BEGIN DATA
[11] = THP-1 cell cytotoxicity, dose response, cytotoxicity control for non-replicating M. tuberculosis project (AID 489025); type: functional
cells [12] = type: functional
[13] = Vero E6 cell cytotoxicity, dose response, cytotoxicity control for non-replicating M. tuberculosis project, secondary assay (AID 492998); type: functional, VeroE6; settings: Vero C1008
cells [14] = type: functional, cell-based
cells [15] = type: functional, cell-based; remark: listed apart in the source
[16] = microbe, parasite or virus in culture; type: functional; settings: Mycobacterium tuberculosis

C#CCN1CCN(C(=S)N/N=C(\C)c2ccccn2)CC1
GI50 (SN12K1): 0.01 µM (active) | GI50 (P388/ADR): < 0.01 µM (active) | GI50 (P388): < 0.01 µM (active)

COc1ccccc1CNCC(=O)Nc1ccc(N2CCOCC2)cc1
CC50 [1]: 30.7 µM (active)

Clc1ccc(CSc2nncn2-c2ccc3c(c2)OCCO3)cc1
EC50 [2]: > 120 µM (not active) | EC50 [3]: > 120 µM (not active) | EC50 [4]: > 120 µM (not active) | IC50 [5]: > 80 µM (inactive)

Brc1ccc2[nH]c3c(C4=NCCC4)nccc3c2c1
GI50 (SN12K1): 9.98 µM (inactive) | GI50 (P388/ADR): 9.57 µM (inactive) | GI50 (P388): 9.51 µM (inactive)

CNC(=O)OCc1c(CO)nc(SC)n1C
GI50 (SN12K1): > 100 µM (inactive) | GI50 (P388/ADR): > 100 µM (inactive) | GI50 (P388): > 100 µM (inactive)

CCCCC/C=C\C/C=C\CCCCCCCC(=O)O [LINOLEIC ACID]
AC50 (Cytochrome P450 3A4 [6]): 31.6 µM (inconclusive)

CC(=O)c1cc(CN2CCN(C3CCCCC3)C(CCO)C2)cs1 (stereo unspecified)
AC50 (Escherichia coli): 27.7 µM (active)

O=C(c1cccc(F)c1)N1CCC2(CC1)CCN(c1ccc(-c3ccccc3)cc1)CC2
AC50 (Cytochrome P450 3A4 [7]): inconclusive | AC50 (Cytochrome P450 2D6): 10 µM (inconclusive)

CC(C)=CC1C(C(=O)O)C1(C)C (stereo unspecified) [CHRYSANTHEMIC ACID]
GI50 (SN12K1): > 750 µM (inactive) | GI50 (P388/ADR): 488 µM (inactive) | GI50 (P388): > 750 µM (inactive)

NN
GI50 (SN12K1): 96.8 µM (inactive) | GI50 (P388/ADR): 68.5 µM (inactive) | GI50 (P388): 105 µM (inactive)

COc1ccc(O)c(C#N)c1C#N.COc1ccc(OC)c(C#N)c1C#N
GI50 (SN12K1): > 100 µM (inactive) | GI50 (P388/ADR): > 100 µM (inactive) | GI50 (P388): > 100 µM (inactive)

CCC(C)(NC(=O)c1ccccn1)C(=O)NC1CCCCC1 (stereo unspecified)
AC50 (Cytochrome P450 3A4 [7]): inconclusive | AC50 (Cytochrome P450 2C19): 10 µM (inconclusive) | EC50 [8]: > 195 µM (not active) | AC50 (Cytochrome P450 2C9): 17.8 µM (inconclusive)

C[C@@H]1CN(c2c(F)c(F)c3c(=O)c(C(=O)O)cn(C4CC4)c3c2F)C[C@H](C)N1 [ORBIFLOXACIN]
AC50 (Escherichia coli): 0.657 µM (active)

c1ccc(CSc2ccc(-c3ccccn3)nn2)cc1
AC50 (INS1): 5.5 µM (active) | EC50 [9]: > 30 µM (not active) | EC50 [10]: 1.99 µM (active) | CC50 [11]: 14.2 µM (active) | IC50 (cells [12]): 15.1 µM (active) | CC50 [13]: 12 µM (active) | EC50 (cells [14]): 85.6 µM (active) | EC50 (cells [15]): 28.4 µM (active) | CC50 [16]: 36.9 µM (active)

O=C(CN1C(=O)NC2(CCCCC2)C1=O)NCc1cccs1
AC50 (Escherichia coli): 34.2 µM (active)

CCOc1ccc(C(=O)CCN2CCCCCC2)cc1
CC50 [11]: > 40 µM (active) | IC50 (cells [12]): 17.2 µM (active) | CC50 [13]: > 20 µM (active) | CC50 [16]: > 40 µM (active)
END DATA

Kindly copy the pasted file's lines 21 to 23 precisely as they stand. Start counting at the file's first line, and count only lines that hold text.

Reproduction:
O=C(c1cccc(F)c1)N1CCC2(CC1)CCN(c1ccc(-c3ccccc3)cc1)CC2
AC50 (Cytochrome P450 3A4 [7]): inconclusive | AC50 (Cytochrome P450 2D6): 10 µM (inconclusive)

CC(C)=CC1C(C(=O)O)C1(C)C (stereo unspecified) [CHRYSANTHEMIC ACID]